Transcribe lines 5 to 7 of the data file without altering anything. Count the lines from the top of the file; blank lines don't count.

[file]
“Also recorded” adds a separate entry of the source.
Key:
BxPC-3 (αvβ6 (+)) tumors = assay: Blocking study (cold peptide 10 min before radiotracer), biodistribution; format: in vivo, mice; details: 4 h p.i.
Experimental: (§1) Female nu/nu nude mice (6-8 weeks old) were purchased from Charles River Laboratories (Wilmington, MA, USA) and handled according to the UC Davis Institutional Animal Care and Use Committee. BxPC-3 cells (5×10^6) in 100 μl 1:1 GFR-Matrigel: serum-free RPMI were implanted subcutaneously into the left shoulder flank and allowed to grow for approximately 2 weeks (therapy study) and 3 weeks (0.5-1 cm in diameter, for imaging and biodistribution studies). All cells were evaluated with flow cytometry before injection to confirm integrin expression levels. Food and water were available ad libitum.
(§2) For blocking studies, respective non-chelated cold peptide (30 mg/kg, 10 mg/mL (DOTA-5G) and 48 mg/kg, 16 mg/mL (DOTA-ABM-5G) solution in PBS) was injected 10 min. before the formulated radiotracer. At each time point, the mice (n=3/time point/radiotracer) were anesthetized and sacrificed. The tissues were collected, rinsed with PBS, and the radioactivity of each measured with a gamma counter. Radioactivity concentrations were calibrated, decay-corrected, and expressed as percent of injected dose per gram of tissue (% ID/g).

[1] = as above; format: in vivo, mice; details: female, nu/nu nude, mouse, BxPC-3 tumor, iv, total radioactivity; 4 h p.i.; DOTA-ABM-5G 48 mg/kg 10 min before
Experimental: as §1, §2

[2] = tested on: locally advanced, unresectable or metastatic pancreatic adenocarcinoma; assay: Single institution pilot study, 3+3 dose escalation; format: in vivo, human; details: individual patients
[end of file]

(§2) For blocking studies, respective non-chelated cold peptide (30 mg/kg, 10 mg/mL (DOTA-5G) and 48 mg/kg, 16 mg/mL (DOTA-ABM-5G) solution in PBS) was injected 10 min. before the formulated radiotracer. At each time point, the mice (n=3/time point/radiotracer) were anesthetized and sacrificed. The tissues were collected, rinsed with PBS, and the radioactivity of each measured with a gamma counter. Radioactivity concentrations were calibrated, decay-corrected, and expressed as percent of injected dose per gram of tissue (% ID/g).

[1] = as above; format: in vivo, mice; details: female, nu/nu nude, mouse, BxPC-3 tumor, iv, total radioactivity; 4 h p.i.; DOTA-ABM-5G 48 mg/kg 10 min before
Experimental: as §1, §2